# THE NEW ADDITION

## A closer look at John Mighton’s strategies for taking the struggle out of math

Math marks have been on the decline as of late, but John Mighton of non-profit JUMP Math says it

doesn’t have to be so

Parents around the globe watch their kids struggle with math. The cycle is this: kids have trouble understanding the material, they get frustrated, and they mentally check out. But what if we told you that the math blues could be a thing of the past? What if we told you that any child’s poor performances in math could be greatly improved? Well, it’s true. “Virtually any child has the potential to be an incredibly strong math student,” says John Mighton, founder of JUMP ( Junior Undiscovered Math Prodigies) Math.

JUMP Math is a Toronto-based, non-profit organization committed to teaching parents, educators, administrators and kids how to teach and learn math effectively. Its website, jumpmath.org, offers online lesson plans, “webinars” (online seminars) and in-person training sessions easily accessible to everyone with the inkling to learn.

Standardized testing shows Ontario students’ math scores have been slowly declining over the past few years. However, according to Mighton, a few tweaks in the way math is taught could drastically improve how kids learn math.

We all are far more capable in math than the stats may show. In fact, many studies suggest math scores are directly related to the emotional response to math. Strong liking for math garners higher test scores. Strong dislike for math leads to lower scores.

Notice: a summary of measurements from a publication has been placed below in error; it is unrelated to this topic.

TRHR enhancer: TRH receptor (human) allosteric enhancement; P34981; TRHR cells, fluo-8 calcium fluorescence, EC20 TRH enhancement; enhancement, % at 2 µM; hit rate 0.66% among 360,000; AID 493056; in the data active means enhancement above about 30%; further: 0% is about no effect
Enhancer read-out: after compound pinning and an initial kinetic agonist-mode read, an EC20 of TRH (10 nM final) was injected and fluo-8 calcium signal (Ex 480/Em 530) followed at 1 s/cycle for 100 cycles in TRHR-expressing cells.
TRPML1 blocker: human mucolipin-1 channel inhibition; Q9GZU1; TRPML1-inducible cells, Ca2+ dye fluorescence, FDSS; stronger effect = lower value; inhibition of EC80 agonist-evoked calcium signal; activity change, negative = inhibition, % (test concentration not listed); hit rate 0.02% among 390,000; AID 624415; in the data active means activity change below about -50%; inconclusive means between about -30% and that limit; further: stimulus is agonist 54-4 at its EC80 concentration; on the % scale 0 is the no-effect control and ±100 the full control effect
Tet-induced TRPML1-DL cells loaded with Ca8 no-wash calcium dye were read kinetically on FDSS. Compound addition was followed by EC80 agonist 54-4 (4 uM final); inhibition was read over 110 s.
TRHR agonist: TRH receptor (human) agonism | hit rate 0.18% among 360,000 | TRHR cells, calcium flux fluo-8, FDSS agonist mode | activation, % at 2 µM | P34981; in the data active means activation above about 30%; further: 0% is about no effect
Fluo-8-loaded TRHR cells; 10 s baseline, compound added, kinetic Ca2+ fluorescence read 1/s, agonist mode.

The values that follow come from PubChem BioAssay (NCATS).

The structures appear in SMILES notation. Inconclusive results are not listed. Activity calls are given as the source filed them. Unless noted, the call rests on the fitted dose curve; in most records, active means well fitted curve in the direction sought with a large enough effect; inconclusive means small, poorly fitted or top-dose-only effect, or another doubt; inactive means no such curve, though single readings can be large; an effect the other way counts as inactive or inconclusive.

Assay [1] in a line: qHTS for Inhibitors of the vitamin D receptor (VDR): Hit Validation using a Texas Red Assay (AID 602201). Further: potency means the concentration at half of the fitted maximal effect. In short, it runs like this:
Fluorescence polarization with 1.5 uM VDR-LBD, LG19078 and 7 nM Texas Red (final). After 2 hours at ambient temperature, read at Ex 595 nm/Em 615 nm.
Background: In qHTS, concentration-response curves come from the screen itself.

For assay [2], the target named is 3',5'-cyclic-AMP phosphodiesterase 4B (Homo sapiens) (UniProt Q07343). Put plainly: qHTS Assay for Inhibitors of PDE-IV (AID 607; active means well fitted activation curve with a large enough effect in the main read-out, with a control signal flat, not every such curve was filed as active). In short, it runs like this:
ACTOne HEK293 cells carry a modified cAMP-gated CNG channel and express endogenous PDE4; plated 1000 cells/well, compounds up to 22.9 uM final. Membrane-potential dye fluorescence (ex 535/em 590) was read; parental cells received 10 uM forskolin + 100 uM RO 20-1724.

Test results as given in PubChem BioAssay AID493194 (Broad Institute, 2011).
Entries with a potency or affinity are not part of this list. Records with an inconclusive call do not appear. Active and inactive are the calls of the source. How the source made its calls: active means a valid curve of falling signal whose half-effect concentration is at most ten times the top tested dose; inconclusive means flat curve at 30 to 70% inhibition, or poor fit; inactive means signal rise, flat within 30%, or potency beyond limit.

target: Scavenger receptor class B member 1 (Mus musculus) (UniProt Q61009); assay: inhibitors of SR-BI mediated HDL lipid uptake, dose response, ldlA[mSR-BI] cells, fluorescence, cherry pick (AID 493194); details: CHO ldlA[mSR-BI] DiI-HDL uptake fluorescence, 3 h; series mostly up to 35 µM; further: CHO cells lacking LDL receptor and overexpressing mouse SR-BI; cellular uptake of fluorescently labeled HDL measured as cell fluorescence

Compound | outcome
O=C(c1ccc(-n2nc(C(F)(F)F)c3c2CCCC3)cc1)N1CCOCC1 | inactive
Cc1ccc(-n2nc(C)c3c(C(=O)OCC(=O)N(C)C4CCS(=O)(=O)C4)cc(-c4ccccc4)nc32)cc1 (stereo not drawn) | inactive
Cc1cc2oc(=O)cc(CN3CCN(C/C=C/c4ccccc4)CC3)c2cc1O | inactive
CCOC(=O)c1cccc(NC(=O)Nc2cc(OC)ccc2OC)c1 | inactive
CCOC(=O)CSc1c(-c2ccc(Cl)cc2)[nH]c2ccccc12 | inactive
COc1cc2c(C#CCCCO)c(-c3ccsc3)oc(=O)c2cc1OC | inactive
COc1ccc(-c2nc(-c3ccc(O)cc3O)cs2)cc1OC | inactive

“Kids shut down when they experience repeated failures in any subject,” explains Mighton.

The inability to meet challenges and see consistent improvement acts as a deterrent for kids. They see math as the enemy. But really, “all math can be broken down into very easy steps,” says Mighton, who believes that kids need to deeply understand the material in order to feel comfortable with it. Breaking it down for them slowly and incrementally at first will lead to accelerated learning later.

“I’ve seen kids cheer for math, stay through recess. They have a sense of wonder that they lose through failure. There is not only an academic loss, but a loss of wonder and curiosity,” says Mighton.

Math doesn’t have to be so impossible. If you start slowly, Mighton promises, “the kids will amaze you with how fast they can learn.”

Who knows? Maybe your little one will be the next math prodigy.

Do your kids hate math? JUMP Math aims to change that